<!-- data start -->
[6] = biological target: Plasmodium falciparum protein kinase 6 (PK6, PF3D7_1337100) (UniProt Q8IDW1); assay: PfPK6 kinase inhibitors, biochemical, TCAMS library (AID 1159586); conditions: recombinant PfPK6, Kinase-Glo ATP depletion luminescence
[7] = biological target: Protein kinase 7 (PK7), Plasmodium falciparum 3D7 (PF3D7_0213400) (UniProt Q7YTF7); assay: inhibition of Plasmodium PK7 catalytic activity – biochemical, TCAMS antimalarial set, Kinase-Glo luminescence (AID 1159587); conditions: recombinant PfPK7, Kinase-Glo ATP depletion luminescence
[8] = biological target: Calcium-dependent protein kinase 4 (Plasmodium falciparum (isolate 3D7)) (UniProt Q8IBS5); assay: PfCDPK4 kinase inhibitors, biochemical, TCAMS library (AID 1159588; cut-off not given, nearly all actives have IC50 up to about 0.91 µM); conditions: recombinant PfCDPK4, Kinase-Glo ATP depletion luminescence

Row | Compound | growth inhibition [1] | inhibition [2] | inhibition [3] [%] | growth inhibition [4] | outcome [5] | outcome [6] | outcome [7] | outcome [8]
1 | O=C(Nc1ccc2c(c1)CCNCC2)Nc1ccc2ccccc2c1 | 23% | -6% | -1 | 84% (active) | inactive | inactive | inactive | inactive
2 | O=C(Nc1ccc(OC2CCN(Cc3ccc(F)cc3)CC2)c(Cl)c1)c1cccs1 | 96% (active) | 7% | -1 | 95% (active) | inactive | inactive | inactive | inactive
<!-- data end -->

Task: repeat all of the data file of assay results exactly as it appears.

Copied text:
[6] = biological target: Plasmodium falciparum protein kinase 6 (PK6, PF3D7_1337100) (UniProt Q8IDW1); assay: PfPK6 kinase inhibitors, biochemical, TCAMS library (AID 1159586); conditions: recombinant PfPK6, Kinase-Glo ATP depletion luminescence
[7] = biological target: Protein kinase 7 (PK7), Plasmodium falciparum 3D7 (PF3D7_0213400) (UniProt Q7YTF7); assay: inhibition of Plasmodium PK7 catalytic activity – biochemical, TCAMS antimalarial set, Kinase-Glo luminescence (AID 1159587); conditions: recombinant PfPK7, Kinase-Glo ATP depletion luminescence
[8] = biological target: Calcium-dependent protein kinase 4 (Plasmodium falciparum (isolate 3D7)) (UniProt Q8IBS5); assay: PfCDPK4 kinase inhibitors, biochemical, TCAMS library (AID 1159588; cut-off not given, nearly all actives have IC50 up to about 0.91 µM); conditions: recombinant PfCDPK4, Kinase-Glo ATP depletion luminescence

Row | Compound | growth inhibition [1] | inhibition [2] | inhibition [3] [%] | growth inhibition [4] | outcome [5] | outcome [6] | outcome [7] | outcome [8]
1 | O=C(Nc1ccc2c(c1)CCNCC2)Nc1ccc2ccccc2c1 | 23% | -6% | -1 | 84% (active) | inactive | inactive | inactive | inactive
2 | O=C(Nc1ccc(OC2CCN(Cc3ccc(F)cc3)CC2)c(Cl)c1)c1cccs1 | 96% (active) | 7% | -1 | 95% (active) | inactive | inactive | inactive | inactive